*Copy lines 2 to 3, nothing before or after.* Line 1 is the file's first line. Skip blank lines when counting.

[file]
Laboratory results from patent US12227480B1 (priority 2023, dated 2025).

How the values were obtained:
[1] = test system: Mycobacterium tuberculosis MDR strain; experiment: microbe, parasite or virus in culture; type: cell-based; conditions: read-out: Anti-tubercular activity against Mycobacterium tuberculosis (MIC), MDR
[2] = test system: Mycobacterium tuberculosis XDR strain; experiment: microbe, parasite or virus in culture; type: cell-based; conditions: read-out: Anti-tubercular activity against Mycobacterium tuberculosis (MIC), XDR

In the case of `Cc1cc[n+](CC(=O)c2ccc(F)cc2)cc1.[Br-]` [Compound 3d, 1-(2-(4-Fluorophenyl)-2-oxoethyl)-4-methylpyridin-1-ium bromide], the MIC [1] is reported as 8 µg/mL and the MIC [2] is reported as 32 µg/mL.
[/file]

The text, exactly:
How the values were obtained:
[1] = test system: Mycobacterium tuberculosis MDR strain; experiment: microbe, parasite or virus in culture; type: cell-based; conditions: read-out: Anti-tubercular activity against Mycobacterium tuberculosis (MIC), MDR